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Using reflection to set object properties without using setValue forKey

Posted by: admin November 30, 2017 Leave a comment


In Swift it’s not possible use .setValue(..., forKey: ...)

  • nullable type fields like Int?
  • properties that have an enum as it’s type
  • an Array of nullable objects like [MyObject?]

There is one workaround for this and that is by overriding the setValue forUndefinedKey method in the object itself.

Since I’m writing a general object mapper based on reflection. See EVReflection I would like to minimize this kind of manual mapping as much as possible.

Is there an other way to set those properties automatically?

The workaround can be found in a unit test in my library here
This is the code:

class WorkaroundsTests: XCTestCase {
    func testWorkarounds() {
        let json:String = "{\"nullableType\": 1,\"status\": 0, \"list\": [ {\"nullableType\": 2}, {\"nullableType\": 3}] }"
        let status = Testobject(json: json)
        XCTAssertTrue(status.nullableType == 1, "the nullableType should be 1")
        XCTAssertTrue(status.status == .NotOK, "the status should be NotOK")
        XCTAssertTrue(status.list.count == 2, "the list should have 2 items")
        if status.list.count == 2 {
            XCTAssertTrue(status.list[0]?.nullableType == 2, "the first item in the list should have nullableType 2")
            XCTAssertTrue(status.list[1]?.nullableType == 3, "the second item in the list should have nullableType 3")

class Testobject: EVObject {
    enum StatusType: Int {
        case NotOK = 0
        case OK

    var nullableType: Int?
    var status: StatusType = .OK
    var list: [Testobject?] = []

    override func setValue(value: AnyObject!, forUndefinedKey key: String) {
        switch key {
        case "nullableType":
            nullableType = value as? Int
        case "status":
            if let rawValue = value as? Int {
                status = StatusType(rawValue: rawValue)!
        case "list":
            if let list = value as? NSArray {
                self.list = []
                for item in list {
                    self.list.append(item as? Testobject)
            NSLog("---> setValue for key '\(key)' should be handled.")

I found a way around this when I was looking to solve a similar problem – that KVO can’t set the value of a pure Swift protocol field. The protocol has to be marked @objc, which caused too much pain in my code base.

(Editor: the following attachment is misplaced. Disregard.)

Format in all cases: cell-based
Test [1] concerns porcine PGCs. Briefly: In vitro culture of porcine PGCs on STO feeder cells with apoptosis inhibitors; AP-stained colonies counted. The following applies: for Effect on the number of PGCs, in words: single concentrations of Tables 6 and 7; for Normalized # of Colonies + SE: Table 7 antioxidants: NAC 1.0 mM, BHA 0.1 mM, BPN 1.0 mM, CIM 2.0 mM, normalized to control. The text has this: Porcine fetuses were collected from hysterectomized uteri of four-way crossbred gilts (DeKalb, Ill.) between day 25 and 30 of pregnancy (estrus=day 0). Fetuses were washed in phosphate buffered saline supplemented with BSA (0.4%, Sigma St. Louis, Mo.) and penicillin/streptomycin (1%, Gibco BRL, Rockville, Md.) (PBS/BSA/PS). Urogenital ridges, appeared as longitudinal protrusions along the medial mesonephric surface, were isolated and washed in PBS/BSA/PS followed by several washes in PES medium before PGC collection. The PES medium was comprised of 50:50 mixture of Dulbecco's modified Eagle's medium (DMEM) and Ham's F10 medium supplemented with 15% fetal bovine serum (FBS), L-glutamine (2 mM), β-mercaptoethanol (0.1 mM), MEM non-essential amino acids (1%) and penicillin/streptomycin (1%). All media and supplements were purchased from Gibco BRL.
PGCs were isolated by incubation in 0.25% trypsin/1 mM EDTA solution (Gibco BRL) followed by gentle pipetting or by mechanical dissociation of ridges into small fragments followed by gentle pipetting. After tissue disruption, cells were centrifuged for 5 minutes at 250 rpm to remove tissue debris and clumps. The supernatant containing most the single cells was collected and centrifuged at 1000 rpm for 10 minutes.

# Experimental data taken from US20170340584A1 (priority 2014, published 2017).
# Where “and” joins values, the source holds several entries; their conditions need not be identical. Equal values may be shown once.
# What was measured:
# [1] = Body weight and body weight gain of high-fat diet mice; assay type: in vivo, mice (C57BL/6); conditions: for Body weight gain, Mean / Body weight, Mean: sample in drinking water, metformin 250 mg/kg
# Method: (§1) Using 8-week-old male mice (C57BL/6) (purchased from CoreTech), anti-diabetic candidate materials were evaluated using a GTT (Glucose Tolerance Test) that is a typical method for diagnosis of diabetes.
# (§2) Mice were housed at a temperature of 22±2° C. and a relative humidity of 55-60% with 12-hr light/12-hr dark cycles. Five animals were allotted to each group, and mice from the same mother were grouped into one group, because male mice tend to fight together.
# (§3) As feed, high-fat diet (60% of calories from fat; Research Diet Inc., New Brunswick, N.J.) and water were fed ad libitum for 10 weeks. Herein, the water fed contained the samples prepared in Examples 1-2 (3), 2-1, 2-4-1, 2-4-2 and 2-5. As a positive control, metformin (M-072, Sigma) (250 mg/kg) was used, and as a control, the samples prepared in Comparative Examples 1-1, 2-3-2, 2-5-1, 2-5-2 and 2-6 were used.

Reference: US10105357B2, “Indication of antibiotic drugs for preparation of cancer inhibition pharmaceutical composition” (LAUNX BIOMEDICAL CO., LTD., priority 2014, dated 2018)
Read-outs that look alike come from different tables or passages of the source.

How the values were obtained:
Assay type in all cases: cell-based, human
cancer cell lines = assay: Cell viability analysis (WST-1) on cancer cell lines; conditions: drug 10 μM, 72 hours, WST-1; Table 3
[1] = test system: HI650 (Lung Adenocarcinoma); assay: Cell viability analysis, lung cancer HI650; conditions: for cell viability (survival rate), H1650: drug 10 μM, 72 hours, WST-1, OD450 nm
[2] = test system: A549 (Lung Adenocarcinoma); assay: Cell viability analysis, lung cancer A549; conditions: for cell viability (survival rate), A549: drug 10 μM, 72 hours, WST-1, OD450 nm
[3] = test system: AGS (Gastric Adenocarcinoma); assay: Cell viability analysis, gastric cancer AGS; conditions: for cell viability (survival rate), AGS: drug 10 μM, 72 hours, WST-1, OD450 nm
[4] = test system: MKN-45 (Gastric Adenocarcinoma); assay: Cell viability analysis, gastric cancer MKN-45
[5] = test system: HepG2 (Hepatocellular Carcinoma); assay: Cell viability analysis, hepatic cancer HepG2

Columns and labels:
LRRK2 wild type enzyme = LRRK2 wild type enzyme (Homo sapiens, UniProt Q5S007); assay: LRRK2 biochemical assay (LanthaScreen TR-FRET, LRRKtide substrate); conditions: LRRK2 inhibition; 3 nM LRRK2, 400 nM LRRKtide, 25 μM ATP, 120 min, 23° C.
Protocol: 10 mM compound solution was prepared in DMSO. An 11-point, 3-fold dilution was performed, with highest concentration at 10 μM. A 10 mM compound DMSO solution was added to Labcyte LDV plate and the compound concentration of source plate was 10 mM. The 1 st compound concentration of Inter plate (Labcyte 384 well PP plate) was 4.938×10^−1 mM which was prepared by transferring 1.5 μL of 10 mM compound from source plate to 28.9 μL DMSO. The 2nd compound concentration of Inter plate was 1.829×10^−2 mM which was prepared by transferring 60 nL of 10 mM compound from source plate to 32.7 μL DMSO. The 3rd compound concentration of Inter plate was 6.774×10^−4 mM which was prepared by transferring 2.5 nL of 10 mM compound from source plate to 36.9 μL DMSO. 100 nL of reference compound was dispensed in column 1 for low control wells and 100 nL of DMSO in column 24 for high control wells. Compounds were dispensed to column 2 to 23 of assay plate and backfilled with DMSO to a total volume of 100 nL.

The workaround is to look up the Ivar using the objective C runtime, get the field offset, and set the value using a pointer.
This code works in a playground in Swift 2.2:

import Foundation

class MyClass
    var myInt: Int?

let instance = MyClass()

// Look up the ivar, and it's offset
let ivar: Ivar = class_getInstanceVariable(instance.dynamicType, "myInt")
let fieldOffset = ivar_getOffset(ivar)

// Pointer arithmetic to get a pointer to the field
let pointerToInstance = unsafeAddressOf(instance)
let pointerToField = UnsafeMutablePointer<Int?>(pointerToInstance + fieldOffset)

// Set the value using the pointer
pointerToField.memory = 42

assert(instance.myInt == 42)



Unfortunately, this is impossible to do in Swift.

KVC is an Objective-C thing. Pure Swift optionals (combination of Int and Optional) do not work with KVC. The best thing to do with Int? would be to replace with NSNumber? and KVC will work. This is because NSNumber is still an Objective-C class. This is a sad limitation of the type system.

For your enums though, there is still hope. This will not, however, reduce the amount of coding that you would have to do, but it is much cleaner and at its best, mimics the KVC.

  1. Create a protocol called Settable

    protocol Settable {
       mutating func setValue(value:String)
  2. Have your enum confirm to the protocol

    enum Types : Settable {
        case  FirstType, SecondType, ThirdType
        mutating func setValue(value: String) {
            if value == ".FirstType" {
                self = .FirstType
            } else if value == ".SecondType" {
                self = .SecondType
            } else if value == ".ThirdType" {
                self = .ThirdType
            } else {
                fatalError("The value \(value) is not settable to this enum")
  3. Create a method: setEnumValue(value:value, forKey key:Any)

    setEnumValue(value:String forKey key:Any) {
        if key == "types" {
       } else {
          fatalError("No variable found with name \(key)")
  4. You can now call self.setEnumValue(".FirstType",forKey:"types")